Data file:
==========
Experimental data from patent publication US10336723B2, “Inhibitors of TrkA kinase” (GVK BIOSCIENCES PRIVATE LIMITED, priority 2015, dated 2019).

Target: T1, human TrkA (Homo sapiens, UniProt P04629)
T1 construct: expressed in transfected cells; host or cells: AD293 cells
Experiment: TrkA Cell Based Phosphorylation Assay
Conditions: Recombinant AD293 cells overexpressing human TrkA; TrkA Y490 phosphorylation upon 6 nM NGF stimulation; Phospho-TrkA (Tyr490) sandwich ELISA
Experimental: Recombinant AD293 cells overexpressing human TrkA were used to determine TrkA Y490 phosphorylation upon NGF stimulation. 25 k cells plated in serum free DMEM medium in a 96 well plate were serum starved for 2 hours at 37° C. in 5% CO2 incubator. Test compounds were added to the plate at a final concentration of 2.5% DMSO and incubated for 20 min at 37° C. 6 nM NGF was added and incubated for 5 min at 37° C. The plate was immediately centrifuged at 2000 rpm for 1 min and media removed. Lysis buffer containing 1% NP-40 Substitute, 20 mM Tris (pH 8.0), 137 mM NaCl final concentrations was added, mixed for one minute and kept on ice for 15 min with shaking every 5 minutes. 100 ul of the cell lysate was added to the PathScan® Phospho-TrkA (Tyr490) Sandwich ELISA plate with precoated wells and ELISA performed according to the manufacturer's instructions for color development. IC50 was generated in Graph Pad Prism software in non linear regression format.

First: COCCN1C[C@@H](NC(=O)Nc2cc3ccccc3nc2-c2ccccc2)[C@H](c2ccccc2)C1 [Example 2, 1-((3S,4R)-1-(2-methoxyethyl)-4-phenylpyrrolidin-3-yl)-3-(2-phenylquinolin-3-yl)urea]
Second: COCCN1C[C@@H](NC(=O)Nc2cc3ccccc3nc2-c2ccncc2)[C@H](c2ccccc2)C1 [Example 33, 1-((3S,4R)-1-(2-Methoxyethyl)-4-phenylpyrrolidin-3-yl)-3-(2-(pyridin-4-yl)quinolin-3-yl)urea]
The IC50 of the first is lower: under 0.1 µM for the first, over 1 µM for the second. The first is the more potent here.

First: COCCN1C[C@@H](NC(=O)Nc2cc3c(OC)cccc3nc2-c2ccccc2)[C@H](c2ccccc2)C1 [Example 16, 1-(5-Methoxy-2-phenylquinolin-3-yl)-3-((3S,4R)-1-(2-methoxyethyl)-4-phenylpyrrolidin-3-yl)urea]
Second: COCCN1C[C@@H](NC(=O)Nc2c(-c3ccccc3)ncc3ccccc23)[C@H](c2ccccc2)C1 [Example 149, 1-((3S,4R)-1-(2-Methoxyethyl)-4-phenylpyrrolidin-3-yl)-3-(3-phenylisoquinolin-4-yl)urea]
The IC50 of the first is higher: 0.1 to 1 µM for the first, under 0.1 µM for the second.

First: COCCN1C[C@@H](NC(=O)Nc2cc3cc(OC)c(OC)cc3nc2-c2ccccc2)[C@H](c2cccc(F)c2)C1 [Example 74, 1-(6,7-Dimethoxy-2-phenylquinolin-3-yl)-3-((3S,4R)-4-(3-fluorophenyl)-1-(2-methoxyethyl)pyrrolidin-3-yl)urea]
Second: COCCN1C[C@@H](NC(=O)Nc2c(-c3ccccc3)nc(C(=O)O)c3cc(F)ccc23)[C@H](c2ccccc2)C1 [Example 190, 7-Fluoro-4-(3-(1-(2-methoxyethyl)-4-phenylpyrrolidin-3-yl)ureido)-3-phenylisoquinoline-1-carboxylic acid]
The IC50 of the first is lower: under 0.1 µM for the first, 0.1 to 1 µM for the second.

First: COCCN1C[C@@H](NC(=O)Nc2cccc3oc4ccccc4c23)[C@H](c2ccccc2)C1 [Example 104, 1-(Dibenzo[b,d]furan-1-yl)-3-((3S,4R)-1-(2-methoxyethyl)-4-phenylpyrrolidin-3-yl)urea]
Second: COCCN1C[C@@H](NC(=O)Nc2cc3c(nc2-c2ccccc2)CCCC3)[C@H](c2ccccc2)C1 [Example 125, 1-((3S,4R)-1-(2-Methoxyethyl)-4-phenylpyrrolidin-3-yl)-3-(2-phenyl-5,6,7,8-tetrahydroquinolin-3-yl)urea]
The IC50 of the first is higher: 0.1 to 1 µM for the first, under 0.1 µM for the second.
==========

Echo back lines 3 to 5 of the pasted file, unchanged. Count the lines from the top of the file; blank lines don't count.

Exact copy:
T1 construct: expressed in transfected cells; host or cells: AD293 cells
Experiment: TrkA Cell Based Phosphorylation Assay
Conditions: Recombinant AD293 cells overexpressing human TrkA; TrkA Y490 phosphorylation upon 6 nM NGF stimulation; Phospho-TrkA (Tyr490) sandwich ELISA